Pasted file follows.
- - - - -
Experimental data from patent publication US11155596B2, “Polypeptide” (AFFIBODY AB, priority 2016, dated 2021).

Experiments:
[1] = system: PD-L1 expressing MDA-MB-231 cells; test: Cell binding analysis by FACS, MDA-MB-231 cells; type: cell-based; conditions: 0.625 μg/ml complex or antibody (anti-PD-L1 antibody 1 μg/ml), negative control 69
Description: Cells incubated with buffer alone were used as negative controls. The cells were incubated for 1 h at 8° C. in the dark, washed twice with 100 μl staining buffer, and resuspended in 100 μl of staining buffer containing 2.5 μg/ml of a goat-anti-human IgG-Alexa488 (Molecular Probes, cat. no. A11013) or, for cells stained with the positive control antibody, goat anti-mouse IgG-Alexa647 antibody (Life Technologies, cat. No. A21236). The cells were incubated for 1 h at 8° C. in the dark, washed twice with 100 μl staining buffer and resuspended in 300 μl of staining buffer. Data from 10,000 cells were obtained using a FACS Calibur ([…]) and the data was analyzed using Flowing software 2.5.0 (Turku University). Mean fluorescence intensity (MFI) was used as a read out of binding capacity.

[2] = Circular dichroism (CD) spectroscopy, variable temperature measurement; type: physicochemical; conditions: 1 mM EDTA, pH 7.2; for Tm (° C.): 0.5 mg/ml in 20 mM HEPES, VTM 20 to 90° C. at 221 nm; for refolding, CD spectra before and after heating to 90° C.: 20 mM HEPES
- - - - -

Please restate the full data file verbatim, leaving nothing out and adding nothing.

Experimental data from patent publication US11155596B2, “Polypeptide” (AFFIBODY AB, priority 2016, dated 2021).

Experiments:
[1] = system: PD-L1 expressing MDA-MB-231 cells; test: Cell binding analysis by FACS, MDA-MB-231 cells; type: cell-based; conditions: 0.625 μg/ml complex or antibody (anti-PD-L1 antibody 1 μg/ml), negative control 69
Description: Cells incubated with buffer alone were used as negative controls. The cells were incubated for 1 h at 8° C. in the dark, washed twice with 100 μl staining buffer, and resuspended in 100 μl of staining buffer containing 2.5 μg/ml of a goat-anti-human IgG-Alexa488 (Molecular Probes, cat. no. A11013) or, for cells stained with the positive control antibody, goat anti-mouse IgG-Alexa647 antibody (Life Technologies, cat. No. A21236). The cells were incubated for 1 h at 8° C. in the dark, washed twice with 100 μl staining buffer and resuspended in 300 μl of staining buffer. Data from 10,000 cells were obtained using a FACS Calibur ([…]) and the data was analyzed using Flowing software 2.5.0 (Turku University). Mean fluorescence intensity (MFI) was used as a read out of binding capacity.

[2] = Circular dichroism (CD) spectroscopy, variable temperature measurement; type: physicochemical; conditions: 1 mM EDTA, pH 7.2; for Tm (° C.): 0.5 mg/ml in 20 mM HEPES, VTM 20 to 90° C. at 221 nm; for refolding, CD spectra before and after heating to 90° C.: 20 mM HEPES